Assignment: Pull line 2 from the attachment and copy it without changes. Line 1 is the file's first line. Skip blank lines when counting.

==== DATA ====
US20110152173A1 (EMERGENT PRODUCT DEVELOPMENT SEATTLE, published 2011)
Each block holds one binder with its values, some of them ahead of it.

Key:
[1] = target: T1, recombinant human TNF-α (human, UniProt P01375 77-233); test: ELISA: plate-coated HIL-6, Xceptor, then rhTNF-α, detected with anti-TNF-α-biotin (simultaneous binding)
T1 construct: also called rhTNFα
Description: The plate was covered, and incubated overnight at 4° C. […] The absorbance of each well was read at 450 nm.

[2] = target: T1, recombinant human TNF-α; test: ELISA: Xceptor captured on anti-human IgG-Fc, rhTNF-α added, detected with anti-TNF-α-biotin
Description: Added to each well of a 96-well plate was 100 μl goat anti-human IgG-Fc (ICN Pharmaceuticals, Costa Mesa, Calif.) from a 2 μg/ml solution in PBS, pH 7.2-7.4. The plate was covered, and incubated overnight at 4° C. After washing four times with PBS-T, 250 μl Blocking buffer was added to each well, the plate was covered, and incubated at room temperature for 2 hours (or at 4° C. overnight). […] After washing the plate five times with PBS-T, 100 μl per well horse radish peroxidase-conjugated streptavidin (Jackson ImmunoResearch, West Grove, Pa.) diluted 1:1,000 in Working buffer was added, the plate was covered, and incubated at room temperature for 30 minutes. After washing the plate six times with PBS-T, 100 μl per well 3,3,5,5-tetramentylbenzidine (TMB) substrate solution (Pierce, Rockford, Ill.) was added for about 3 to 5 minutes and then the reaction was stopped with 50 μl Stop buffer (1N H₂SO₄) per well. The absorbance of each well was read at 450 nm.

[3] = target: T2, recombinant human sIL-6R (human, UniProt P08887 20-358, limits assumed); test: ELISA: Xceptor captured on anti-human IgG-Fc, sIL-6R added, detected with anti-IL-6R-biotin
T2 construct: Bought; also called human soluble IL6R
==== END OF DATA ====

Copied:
Each block holds one binder with its values, some of them ahead of it.